Industrial Segment

Industrial segment net sales increased by $28 million, or 20%, from $137 million for the three months ended November 30, 2007 to $165 million for the three months ended November 30, 2008. Excluding sales from the three acquisitions completed since the beginning of fiscal 2007 and the $8 million unfavorable impact of foreign currency rate changes on translated results, core sales grew 12%. The core sales increase reflects a continuation of strong global demand in the oil, gas and power generation markets as well as the industrial maintenance, repair and operations (MRO) markets, benefiting both the energy and high force hydraulic tools product lines.

Electrical Segment

Electrical net sales decreased by $32 million, or 24%, from $134 million for the three months ended November 30, 2007 to $102 million for the three months ended November 30, 2008. Excluding the $3 million unfavorable impact of foreign currency rate changes on translated results, core sales declined 22%. This decline is the result of lower demand in the retail DIY and residential construction markets and a substantial decline in products sold into the marine market, both reflecting weak consumer confidence. Additionally, year-over-year comparisons were negatively affected by our strategic decision to exit low margin products in the European Electrical product line.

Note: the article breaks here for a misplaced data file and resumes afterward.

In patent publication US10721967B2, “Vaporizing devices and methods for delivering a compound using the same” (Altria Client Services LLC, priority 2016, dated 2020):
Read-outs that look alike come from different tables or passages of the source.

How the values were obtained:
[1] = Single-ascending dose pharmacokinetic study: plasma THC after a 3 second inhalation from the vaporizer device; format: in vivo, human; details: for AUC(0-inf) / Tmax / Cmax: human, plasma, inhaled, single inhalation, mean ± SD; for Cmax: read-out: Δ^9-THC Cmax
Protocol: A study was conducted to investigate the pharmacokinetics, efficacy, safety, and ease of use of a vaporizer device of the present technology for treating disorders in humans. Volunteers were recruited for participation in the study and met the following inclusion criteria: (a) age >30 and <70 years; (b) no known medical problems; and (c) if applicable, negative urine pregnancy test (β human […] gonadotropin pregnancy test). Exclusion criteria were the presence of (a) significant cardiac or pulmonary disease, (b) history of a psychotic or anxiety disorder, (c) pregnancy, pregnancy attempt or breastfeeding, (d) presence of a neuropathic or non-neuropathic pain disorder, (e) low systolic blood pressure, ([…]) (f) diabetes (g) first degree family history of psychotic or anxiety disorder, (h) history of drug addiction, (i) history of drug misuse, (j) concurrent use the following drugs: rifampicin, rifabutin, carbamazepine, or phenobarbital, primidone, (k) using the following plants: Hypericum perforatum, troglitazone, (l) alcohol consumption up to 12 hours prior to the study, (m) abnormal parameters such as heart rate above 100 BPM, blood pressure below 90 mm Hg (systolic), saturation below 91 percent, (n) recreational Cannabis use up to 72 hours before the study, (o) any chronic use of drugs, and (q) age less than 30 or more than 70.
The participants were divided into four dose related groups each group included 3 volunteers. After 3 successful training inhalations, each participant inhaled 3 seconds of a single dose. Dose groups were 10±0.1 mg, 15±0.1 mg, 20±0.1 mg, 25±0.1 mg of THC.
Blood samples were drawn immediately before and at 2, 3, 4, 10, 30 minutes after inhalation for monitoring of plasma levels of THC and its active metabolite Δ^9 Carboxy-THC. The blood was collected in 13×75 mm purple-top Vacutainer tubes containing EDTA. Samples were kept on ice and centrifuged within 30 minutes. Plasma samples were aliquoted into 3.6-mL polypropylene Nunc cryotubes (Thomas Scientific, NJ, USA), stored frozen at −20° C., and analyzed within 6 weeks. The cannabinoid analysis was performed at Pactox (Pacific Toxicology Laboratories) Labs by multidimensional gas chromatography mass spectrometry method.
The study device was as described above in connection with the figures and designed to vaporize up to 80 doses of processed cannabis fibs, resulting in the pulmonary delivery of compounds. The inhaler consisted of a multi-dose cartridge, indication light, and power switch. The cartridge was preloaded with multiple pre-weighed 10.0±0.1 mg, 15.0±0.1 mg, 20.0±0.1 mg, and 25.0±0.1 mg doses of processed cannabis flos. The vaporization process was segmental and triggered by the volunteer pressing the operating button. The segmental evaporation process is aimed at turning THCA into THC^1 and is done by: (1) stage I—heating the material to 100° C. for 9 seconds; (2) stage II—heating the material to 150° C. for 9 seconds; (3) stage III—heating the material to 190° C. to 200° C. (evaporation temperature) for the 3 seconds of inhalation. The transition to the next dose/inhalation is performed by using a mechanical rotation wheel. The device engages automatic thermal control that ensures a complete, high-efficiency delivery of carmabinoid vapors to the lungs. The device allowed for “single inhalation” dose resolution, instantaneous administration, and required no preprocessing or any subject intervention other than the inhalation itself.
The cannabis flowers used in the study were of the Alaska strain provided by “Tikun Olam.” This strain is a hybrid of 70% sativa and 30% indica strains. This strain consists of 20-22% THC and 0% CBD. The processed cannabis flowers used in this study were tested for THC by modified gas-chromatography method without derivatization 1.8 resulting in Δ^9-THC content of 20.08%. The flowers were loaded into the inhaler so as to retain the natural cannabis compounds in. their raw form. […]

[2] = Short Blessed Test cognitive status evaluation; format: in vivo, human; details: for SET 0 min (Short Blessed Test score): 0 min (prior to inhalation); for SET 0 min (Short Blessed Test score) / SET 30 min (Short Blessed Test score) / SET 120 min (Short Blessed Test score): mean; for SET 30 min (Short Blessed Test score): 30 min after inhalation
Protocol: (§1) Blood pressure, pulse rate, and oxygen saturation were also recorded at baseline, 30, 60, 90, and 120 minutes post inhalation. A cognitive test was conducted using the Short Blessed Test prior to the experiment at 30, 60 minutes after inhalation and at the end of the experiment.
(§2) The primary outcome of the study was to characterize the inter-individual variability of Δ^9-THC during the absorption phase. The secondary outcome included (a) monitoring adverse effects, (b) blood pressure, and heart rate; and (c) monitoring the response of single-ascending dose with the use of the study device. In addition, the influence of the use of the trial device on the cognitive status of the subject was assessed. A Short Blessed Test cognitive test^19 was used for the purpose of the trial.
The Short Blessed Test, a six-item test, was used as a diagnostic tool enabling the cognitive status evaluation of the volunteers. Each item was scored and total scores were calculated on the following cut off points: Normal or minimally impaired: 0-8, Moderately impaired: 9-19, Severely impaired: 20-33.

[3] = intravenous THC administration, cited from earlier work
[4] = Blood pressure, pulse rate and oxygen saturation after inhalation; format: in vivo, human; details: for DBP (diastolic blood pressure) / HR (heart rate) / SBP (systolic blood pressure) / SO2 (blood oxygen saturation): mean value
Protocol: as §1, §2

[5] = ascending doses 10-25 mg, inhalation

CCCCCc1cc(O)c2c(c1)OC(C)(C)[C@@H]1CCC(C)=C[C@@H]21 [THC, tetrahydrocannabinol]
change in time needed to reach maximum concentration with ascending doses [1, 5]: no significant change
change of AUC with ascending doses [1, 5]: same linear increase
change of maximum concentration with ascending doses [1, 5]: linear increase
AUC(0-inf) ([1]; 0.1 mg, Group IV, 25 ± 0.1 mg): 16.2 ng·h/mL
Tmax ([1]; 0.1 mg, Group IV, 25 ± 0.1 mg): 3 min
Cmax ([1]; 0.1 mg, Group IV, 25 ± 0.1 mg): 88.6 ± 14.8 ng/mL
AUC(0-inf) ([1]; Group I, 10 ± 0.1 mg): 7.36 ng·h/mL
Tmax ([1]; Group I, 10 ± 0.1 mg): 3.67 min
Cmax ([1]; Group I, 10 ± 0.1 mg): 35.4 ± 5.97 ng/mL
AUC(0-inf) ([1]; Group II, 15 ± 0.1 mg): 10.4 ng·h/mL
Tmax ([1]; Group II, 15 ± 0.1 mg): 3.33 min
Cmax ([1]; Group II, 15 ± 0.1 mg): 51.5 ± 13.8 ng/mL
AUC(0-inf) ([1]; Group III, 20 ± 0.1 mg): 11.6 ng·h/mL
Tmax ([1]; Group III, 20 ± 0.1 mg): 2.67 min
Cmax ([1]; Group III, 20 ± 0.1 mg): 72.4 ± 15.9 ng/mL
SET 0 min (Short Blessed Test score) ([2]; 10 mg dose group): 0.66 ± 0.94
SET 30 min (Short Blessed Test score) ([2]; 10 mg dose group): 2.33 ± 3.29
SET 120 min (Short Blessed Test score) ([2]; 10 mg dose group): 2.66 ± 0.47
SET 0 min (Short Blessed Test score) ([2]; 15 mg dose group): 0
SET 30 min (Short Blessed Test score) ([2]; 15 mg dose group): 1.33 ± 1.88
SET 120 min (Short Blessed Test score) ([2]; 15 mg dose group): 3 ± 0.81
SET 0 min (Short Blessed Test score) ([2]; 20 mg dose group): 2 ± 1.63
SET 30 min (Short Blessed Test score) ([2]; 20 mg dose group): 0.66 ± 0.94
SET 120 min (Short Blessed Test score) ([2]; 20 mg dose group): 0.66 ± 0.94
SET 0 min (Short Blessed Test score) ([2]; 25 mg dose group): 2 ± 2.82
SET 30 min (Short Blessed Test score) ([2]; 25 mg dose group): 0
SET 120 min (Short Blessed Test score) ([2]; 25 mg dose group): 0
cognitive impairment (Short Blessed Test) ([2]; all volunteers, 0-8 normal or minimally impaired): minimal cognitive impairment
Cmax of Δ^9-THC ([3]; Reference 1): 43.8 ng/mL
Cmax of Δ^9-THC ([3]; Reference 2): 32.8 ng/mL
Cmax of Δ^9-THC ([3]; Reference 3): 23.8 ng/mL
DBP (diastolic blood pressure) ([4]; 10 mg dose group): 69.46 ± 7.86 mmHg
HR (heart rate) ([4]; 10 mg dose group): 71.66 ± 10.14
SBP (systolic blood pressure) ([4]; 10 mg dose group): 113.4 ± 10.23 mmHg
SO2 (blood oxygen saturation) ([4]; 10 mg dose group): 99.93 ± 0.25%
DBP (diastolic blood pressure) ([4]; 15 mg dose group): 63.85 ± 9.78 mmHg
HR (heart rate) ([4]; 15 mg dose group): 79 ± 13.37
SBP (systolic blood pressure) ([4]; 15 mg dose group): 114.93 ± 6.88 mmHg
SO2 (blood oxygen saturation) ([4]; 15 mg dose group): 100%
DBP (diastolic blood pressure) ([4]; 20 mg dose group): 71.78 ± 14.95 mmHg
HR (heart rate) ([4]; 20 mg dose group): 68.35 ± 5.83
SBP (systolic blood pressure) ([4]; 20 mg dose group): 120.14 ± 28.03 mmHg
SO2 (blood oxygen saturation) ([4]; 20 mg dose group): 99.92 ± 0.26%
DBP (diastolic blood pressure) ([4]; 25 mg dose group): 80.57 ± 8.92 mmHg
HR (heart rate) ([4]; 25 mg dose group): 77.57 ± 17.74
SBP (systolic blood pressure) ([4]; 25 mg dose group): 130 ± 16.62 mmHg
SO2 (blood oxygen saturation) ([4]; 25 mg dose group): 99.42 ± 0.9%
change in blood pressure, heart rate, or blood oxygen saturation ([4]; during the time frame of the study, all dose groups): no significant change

Actuation Systems Segment

Actuation Systems net sales decreased by $28 million, or 24%, from $113 million for the three months ended November 30, 2007 to $85 million for the three months ended November 30, 2008. Excluding sales from the Sanlo acquisition and the $4 million unfavorable impact of foreign currency rate changes on translated results, core sales declined 24% as a result of sharp declines in demand in vehicle markets, negatively impacting sales levels in the Company’s RV, truck and automotive product lines.

Engineered Products Segment

Engineered Products net sales decreased by $3 million, or 10%, from $31 million for the three months ended November 30, 2007 to $28 million for the three months ended November 30, 2008. Excluding the $0.3 million unfavorable impact of foreign currency rate changes on translated results, core sales decreased 9%, primarily reflecting a decline in sales of electronic controls and instrumentation systems to the marine, agricultural, off-highway, specialty vehicle and automotive markets. These end markets have experienced declines in OEM production levels.

Operating Profit (in millions)

 

     Three Months Ended  
     November 30,